The novel is so large that the characters become more than complex, they become real. The style is naturalistic, and the characters’ mental states are given as much attention as the surrounding landscape. I found myself exasperated at Richard (as Mary is), for his impractical flightiness, but at the same time I was so fond and forgiving of him. And I related at times to his need for peace, quiet; to not be bothered (and then sided with him, too, in his annoyance at Mary’s complete rationality). The Mahonys are truly both kind-hearted—Mary charitable with her being and her space, to her friends; Mahony a gentle doctor who hesitates to chase up bills, and who often rethinks his first, rash opinions of people—but they also are at times hateful, frayed, even cruel. Mahony is a terrible listener, and unable to adapt to colonial attitudes (holding onto notions of gentlemanliness without realising it sometimes makes him a laughing stock). But then! When they go to England he reacts to their snobbishness. You think it will change him…
Mary slowly becomes perceptive to Richard’s foibles—particularly the ones that get them into trouble—and becomes stronger, and less materially motivated. At the beginning you can see how well they match: it centres around their kindnesses, they way they (attempt to) perceive the good in others (though Mary soon learns that sometimes Richard will maintain a grudge). Mary is more likely to see the ‘good’ and that is where she is kind, whereas Richard will crumble when faced with the ‘weak’. Richardson exquisitely renders a long-term relationship: the way they misinterpret each other and begin to keep secrets, the way they manage each other, sometimes fear each other. The novel is an incredible, humble, love story.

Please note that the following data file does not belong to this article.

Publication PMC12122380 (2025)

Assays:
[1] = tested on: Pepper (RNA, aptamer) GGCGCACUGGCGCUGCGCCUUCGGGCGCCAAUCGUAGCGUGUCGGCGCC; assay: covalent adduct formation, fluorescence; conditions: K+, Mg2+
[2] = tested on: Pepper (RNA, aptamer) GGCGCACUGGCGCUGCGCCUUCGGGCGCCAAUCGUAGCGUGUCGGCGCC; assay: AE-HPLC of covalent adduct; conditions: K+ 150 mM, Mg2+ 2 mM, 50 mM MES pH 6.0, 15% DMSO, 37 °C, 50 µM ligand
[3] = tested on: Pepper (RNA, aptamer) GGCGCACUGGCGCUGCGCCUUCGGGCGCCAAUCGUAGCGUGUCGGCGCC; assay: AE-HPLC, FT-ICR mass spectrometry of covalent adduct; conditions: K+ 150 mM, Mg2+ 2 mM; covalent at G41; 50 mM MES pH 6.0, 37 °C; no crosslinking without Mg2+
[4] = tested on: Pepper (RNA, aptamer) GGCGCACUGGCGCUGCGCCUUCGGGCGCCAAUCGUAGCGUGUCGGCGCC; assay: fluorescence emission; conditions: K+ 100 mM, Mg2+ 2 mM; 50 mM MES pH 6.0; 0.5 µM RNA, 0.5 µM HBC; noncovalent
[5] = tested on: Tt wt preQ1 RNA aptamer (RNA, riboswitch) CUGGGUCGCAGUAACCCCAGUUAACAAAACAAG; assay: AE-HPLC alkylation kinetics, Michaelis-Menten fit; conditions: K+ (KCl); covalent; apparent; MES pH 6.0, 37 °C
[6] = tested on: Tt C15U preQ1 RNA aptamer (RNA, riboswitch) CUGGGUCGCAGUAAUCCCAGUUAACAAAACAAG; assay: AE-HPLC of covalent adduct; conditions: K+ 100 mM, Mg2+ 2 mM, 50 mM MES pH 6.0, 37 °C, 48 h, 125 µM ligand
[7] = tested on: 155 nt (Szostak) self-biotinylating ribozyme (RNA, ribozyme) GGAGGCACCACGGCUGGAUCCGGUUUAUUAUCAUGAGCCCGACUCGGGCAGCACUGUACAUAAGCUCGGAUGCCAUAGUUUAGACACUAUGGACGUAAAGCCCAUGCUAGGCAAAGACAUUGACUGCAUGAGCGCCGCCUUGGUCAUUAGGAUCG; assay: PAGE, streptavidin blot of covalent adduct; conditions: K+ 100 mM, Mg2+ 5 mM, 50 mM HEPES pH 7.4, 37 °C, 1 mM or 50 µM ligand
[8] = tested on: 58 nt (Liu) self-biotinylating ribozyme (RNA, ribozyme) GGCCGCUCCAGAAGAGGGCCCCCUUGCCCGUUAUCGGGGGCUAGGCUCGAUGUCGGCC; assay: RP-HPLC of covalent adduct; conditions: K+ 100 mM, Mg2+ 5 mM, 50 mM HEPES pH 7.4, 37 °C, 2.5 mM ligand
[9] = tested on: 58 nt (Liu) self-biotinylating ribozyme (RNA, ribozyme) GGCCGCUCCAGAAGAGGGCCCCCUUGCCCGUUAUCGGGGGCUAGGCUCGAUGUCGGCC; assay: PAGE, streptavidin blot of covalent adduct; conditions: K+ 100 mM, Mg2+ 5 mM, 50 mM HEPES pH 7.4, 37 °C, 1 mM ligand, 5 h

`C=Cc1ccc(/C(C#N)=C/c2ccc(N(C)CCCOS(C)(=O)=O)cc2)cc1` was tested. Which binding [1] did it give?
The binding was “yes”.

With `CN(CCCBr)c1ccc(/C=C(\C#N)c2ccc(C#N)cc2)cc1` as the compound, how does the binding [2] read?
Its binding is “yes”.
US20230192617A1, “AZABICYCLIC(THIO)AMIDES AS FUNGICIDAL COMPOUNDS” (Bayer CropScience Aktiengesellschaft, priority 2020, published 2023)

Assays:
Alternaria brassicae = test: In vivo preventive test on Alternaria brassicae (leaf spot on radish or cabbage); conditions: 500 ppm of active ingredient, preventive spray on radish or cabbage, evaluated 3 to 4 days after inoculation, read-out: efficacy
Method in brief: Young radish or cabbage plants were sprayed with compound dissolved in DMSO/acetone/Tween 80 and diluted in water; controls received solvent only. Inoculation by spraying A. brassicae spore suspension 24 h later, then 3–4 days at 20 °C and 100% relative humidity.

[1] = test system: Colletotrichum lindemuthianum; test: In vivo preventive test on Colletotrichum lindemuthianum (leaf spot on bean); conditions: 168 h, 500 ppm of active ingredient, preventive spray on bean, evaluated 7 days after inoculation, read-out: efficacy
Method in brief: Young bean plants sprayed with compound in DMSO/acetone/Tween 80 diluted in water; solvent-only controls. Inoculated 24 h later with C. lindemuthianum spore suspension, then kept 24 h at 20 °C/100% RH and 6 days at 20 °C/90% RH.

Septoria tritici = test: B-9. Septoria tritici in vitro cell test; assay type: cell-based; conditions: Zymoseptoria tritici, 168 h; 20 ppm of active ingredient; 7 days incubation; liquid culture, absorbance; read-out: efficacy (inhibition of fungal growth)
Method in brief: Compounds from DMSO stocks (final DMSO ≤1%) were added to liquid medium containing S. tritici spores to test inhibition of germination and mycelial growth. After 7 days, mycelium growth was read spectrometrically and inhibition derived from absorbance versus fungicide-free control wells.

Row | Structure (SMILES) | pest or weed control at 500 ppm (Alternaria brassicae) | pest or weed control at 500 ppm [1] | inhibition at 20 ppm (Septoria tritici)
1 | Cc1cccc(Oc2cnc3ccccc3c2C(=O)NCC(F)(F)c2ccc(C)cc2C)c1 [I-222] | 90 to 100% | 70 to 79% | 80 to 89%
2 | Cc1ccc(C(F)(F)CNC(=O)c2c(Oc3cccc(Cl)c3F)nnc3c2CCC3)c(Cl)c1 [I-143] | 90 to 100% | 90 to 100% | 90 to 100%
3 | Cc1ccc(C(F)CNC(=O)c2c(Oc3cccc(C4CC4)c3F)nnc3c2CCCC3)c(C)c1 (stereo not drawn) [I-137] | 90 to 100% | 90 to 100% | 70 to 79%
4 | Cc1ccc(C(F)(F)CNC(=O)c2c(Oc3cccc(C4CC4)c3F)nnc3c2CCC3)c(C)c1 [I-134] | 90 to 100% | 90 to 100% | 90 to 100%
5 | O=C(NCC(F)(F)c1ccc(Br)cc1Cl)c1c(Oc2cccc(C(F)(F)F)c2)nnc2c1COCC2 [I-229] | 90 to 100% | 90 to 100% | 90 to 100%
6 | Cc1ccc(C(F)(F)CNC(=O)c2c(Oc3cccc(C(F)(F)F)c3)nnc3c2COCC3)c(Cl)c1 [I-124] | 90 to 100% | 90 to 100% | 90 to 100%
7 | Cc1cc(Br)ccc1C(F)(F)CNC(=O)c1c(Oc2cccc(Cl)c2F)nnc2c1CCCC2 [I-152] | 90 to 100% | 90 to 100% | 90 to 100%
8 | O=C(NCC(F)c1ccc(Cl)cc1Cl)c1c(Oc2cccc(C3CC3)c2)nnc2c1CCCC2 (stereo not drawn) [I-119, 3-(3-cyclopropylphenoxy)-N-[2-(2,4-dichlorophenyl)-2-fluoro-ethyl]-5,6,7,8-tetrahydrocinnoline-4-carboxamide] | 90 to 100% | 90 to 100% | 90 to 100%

The weirdest thing is, writing this, I simply cannot capture it. You just have to read it. Each revelation of character comes about through sections of the novel that are book length. That makes it sound dreary, but it’s not. There are seeds planted (sometimes in conversations with other characters), events foreshadowed. When you begin reading it, you think it is all about the goldfields, and the men (and it is). But then Polly/Mary and a new cast of characters come along. Way, way down the line there are windfalls and travel and children and tragedy. Each ‘event’ is, as mentioned, a book of its own, so I can only be vague here. The whole that these events add up to is so revealing. As an Australian, too. (Though I think this holds up against European novels set in the 19th Century, is in fact much more accessible than many of them.) I had, for example, never thought very much about the way the gold rush messed up the class system for those who clung to it, fresh from the old country, and what that meant, how confusing it could be for them. More generally there is so much to learn (and so much colour) in regards to colonial Australia and the foundation of Victoria.